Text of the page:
Information and Communication Technology for Development (ICT4D) is a well established research area in both academia and practice. The research is trying to understand the instrumental role of ICT in development process. However, the process by which ICT may foster development, in the context of developing countries still remains a much debated issue.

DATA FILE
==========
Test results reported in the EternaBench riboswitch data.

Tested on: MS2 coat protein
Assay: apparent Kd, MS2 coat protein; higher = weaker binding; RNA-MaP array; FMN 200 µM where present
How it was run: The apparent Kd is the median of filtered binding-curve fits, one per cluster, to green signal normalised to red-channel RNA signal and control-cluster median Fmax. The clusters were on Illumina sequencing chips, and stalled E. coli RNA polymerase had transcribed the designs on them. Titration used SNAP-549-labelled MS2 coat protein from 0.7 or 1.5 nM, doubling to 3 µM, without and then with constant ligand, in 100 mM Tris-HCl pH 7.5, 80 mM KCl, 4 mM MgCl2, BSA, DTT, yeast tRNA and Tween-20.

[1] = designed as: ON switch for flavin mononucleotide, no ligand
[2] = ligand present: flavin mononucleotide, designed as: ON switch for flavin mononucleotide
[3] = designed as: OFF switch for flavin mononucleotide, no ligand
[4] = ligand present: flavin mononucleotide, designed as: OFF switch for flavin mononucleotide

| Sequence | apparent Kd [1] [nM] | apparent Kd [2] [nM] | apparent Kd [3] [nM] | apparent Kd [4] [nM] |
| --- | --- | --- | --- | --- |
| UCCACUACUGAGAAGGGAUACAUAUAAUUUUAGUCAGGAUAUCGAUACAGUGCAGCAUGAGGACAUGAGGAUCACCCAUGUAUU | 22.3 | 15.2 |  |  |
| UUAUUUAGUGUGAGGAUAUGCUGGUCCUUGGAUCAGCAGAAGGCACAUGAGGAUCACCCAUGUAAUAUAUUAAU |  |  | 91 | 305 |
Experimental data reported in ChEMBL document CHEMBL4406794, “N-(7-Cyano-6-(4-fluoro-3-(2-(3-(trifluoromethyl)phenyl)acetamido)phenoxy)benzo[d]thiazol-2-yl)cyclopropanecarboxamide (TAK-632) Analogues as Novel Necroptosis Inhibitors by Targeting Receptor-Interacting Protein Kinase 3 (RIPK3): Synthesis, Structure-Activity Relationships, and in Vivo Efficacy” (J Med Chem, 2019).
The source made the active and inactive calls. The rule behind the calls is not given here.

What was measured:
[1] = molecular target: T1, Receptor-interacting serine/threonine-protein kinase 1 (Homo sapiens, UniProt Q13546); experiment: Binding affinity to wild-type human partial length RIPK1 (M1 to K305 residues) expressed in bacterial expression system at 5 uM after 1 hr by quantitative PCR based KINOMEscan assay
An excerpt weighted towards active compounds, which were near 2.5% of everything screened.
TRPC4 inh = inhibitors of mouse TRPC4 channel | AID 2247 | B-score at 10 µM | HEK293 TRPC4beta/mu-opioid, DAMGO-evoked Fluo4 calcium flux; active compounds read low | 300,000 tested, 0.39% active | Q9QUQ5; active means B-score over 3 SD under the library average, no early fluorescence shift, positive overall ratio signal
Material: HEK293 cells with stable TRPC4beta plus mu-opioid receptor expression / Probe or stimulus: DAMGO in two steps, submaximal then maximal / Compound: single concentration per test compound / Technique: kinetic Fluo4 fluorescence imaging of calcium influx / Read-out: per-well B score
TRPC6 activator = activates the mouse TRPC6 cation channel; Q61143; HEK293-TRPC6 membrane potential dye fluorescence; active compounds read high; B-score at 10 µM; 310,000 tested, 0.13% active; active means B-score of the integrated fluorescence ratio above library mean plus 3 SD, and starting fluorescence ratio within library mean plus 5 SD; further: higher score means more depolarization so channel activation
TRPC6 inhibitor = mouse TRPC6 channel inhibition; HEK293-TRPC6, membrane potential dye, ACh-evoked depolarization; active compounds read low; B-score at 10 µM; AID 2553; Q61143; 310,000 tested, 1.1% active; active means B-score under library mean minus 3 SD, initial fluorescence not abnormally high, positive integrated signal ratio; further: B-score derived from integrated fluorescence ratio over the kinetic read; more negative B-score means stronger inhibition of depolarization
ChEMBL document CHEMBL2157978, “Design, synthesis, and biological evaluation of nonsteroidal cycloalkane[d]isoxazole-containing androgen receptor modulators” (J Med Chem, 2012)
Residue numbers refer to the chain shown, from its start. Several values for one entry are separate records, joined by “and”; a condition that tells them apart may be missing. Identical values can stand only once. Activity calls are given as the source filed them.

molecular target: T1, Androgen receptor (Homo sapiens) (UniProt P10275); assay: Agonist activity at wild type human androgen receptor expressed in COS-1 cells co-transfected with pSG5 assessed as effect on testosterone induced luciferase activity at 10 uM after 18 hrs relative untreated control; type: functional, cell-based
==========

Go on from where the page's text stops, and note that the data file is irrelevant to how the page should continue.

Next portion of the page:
The role of ICT actors in the formation and extension of ICT4D projects is important. The actors through their extended network and aligned interest can enhance the effectiveness of the project which in turn enables socioeconomic development opportunities. However, few studies have been conducted to understand the role of these central players. The objective of this paper, therefore, is to address this knowledge gap by conducting a qualitative case study in the Myagdi district in the mountain region of Nepal. In this study we explored the Nepal Wireless Networking Project (NWNP) and examined how an activist started it from one mountain village and gradually extended across more than 150 villages. The formation and extension of information and communication technology for development (ICT4D) projects goes through different phases of identification of relevant ICT actors, roles, negotiations, and their interest alignment. To understand the various phases, we employed Actor-Network Theory (ANT) and explored how a social activist, in the midst of challenges, initiates the wireless project to facilitate educational and healthcare services to the mountain regions. In continuum, the study found how the activist identified relevant actors and enrolled them to form a network of aligned interest. The study also identified several challenges such as high illiteracy rate, over dependency on focal actor, and poor physical infrastructure that may impede the network building process. Furthermore, we identify some implications for research and practice based on insights from the case study.